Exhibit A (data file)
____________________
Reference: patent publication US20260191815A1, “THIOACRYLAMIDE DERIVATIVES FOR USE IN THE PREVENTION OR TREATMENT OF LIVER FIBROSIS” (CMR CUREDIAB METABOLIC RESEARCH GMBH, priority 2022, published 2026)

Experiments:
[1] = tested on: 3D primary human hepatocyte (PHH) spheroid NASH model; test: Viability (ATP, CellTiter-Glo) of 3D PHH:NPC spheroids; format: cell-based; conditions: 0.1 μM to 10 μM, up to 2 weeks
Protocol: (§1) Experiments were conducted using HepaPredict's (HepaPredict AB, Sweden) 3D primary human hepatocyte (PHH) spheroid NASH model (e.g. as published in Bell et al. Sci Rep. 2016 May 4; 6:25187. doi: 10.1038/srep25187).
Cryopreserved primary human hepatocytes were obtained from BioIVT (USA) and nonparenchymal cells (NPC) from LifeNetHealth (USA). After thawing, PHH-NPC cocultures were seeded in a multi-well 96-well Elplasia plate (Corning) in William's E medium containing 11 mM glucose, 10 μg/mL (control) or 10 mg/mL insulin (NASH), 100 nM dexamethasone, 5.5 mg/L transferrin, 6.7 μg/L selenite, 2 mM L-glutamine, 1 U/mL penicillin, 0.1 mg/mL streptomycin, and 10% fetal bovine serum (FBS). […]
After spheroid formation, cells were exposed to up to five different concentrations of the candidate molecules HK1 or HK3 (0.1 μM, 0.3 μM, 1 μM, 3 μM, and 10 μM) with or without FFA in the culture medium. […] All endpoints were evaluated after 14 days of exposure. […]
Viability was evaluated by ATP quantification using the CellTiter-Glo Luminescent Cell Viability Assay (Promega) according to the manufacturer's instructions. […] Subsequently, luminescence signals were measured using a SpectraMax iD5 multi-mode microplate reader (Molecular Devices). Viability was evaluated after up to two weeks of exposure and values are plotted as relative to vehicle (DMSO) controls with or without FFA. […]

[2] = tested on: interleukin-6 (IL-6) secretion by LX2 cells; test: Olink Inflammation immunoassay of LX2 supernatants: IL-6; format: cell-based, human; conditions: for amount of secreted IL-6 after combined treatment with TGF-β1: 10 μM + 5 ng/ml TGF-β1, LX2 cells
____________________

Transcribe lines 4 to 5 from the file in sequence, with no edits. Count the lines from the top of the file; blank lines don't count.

Protocol: (§1) Experiments were conducted using HepaPredict's (HepaPredict AB, Sweden) 3D primary human hepatocyte (PHH) spheroid NASH model (e.g. as published in Bell et al. Sci Rep. 2016 May 4; 6:25187. doi: 10.1038/srep25187).
Cryopreserved primary human hepatocytes were obtained from BioIVT (USA) and nonparenchymal cells (NPC) from LifeNetHealth (USA). After thawing, PHH-NPC cocultures were seeded in a multi-well 96-well Elplasia plate (Corning) in William's E medium containing 11 mM glucose, 10 μg/mL (control) or 10 mg/mL insulin (NASH), 100 nM dexamethasone, 5.5 mg/L transferrin, 6.7 μg/L selenite, 2 mM L-glutamine, 1 U/mL penicillin, 0.1 mg/mL streptomycin, and 10% fetal bovine serum (FBS). […]